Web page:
Under current immigration laws, if a person commits an aggravated felony in Los Angeles, he or she will be deported. Pretty clear-cut, right? Not entirely. What constitutes an aggravated felony exactly has been called into question, especially in state drug convictions. Currently, a drug offense is categorized into an aggravated felony if the consequences of that offense include more than a year in prison. However, there is an exception for drug offenses involving distributing small amounts of marijuana without being paid or remunerated for it.
This exception was the center of a case that was heard by the Supreme Court recently. A man was arrested and charged with possession of marijuana with intent to distribute after he was stopped by police officers who found 1.3 grams of the drug in his possession. After he plead guilty to the felony charge, federal authorities wanted to deport him because they felt his criminal conviction showed that he had committed an aggravated felony.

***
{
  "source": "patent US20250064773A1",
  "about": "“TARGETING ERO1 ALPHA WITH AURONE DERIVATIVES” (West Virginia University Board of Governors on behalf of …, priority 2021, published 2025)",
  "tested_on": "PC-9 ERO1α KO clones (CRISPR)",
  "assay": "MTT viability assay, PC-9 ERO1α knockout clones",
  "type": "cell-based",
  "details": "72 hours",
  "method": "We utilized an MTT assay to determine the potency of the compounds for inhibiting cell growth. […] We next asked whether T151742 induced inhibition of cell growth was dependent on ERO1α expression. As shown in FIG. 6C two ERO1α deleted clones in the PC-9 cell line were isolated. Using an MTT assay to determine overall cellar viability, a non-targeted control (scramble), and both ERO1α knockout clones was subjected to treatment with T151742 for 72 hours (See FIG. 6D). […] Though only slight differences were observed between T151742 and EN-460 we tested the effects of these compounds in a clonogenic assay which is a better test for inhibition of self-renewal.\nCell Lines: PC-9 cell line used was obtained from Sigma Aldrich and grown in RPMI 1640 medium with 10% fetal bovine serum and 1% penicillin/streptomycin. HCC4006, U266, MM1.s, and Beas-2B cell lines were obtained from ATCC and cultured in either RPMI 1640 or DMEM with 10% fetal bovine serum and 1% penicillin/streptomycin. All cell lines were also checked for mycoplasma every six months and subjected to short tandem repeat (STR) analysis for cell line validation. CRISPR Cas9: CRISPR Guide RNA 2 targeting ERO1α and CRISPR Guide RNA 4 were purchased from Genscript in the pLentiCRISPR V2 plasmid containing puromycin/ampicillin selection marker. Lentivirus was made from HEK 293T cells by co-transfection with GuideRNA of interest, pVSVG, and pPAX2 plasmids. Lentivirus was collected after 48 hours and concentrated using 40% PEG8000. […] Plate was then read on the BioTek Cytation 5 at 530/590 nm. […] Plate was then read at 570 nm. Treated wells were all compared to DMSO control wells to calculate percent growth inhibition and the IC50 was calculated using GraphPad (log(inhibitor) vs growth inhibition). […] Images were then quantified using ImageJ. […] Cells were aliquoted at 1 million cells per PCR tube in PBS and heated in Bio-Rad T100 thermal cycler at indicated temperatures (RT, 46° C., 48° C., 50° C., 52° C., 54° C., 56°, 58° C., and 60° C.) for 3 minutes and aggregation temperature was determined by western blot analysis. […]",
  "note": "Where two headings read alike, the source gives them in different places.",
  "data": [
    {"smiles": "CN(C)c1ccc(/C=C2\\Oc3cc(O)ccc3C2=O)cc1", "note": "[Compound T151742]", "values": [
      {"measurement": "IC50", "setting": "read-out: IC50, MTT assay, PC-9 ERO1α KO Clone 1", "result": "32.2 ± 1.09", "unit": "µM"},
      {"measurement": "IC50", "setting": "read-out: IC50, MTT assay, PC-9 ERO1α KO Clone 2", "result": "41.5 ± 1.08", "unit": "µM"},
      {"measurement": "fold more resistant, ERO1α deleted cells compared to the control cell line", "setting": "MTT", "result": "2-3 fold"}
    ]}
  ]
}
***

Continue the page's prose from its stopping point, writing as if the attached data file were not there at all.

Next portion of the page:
The Supreme Court ruled in favor of the man saying that immigrants who are in the U.S. legally who share a small amount of marijuana socially are not subject to automatic deportation. Instead, they have a right to an immigration proceeding to argue their case.
If you have been convicted of a drug crime and face the chance of an automatic deportation like this man did, you would be well advised to seek the advice of a lawyer to help you with your case. Doing so may give you the opportunity to plead your case in court and avoid deportation.
Source: Source: The New York Times, “Court Rules for Immigrant on Deportation in Drug Case,” Adam Liptak, April 23, 2013